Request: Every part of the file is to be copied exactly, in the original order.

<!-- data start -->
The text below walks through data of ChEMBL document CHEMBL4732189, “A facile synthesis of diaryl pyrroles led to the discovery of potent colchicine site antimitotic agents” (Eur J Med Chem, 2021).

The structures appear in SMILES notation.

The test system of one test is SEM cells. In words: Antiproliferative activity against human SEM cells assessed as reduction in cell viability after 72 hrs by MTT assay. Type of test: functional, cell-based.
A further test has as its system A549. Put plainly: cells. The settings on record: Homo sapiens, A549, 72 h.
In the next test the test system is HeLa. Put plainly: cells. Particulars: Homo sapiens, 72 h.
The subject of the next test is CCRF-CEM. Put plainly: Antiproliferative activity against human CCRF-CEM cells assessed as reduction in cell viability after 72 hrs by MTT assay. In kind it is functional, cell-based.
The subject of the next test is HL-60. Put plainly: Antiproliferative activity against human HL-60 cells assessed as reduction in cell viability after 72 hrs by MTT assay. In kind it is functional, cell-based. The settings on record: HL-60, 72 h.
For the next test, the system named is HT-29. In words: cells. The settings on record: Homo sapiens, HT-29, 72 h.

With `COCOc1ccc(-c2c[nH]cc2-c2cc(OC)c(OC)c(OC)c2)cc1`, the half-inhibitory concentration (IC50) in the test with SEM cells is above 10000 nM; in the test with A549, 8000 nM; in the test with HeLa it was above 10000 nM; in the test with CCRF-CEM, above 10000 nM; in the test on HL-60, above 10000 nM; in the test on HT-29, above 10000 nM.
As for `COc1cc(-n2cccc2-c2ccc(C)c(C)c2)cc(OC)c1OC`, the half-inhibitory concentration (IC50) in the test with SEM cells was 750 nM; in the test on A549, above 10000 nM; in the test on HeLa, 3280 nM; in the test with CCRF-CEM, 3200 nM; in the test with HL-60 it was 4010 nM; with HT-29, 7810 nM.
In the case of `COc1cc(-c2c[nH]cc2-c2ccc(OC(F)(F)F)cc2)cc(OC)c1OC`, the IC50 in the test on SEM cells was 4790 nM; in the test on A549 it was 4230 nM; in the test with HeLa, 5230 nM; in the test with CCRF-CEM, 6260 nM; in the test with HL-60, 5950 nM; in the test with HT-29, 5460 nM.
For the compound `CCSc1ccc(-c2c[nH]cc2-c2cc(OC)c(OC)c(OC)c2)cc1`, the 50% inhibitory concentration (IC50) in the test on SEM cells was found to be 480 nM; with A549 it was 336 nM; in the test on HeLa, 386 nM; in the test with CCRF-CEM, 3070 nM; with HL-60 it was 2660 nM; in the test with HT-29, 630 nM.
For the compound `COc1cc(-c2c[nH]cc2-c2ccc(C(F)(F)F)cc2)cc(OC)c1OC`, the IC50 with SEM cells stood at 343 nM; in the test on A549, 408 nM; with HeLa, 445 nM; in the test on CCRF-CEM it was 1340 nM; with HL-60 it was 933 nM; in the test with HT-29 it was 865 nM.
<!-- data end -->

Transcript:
The text below walks through data of ChEMBL document CHEMBL4732189, “A facile synthesis of diaryl pyrroles led to the discovery of potent colchicine site antimitotic agents” (Eur J Med Chem, 2021).

The structures appear in SMILES notation.

The test system of one test is SEM cells. In words: Antiproliferative activity against human SEM cells assessed as reduction in cell viability after 72 hrs by MTT assay. Type of test: functional, cell-based.
A further test has as its system A549. Put plainly: cells. The settings on record: Homo sapiens, A549, 72 h.
In the next test the test system is HeLa. Put plainly: cells. Particulars: Homo sapiens, 72 h.
The subject of the next test is CCRF-CEM. Put plainly: Antiproliferative activity against human CCRF-CEM cells assessed as reduction in cell viability after 72 hrs by MTT assay. In kind it is functional, cell-based.
The subject of the next test is HL-60. Put plainly: Antiproliferative activity against human HL-60 cells assessed as reduction in cell viability after 72 hrs by MTT assay. In kind it is functional, cell-based. The settings on record: HL-60, 72 h.
For the next test, the system named is HT-29. In words: cells. The settings on record: Homo sapiens, HT-29, 72 h.

With `COCOc1ccc(-c2c[nH]cc2-c2cc(OC)c(OC)c(OC)c2)cc1`, the half-inhibitory concentration (IC50) in the test with SEM cells is above 10000 nM; in the test with A549, 8000 nM; in the test with HeLa it was above 10000 nM; in the test with CCRF-CEM, above 10000 nM; in the test on HL-60, above 10000 nM; in the test on HT-29, above 10000 nM.
As for `COc1cc(-n2cccc2-c2ccc(C)c(C)c2)cc(OC)c1OC`, the half-inhibitory concentration (IC50) in the test with SEM cells was 750 nM; in the test on A549, above 10000 nM; in the test on HeLa, 3280 nM; in the test with CCRF-CEM, 3200 nM; in the test with HL-60 it was 4010 nM; with HT-29, 7810 nM.
In the case of `COc1cc(-c2c[nH]cc2-c2ccc(OC(F)(F)F)cc2)cc(OC)c1OC`, the IC50 in the test on SEM cells was 4790 nM; in the test on A549 it was 4230 nM; in the test with HeLa, 5230 nM; in the test with CCRF-CEM, 6260 nM; in the test with HL-60, 5950 nM; in the test with HT-29, 5460 nM.
For the compound `CCSc1ccc(-c2c[nH]cc2-c2cc(OC)c(OC)c(OC)c2)cc1`, the 50% inhibitory concentration (IC50) in the test on SEM cells was found to be 480 nM; with A549 it was 336 nM; in the test on HeLa, 386 nM; in the test with CCRF-CEM, 3070 nM; with HL-60 it was 2660 nM; in the test with HT-29, 630 nM.
For the compound `COc1cc(-c2c[nH]cc2-c2ccc(C(F)(F)F)cc2)cc(OC)c1OC`, the IC50 with SEM cells stood at 343 nM; in the test on A549, 408 nM; with HeLa, 445 nM; in the test on CCRF-CEM it was 1340 nM; with HL-60 it was 933 nM; in the test with HT-29 it was 865 nM.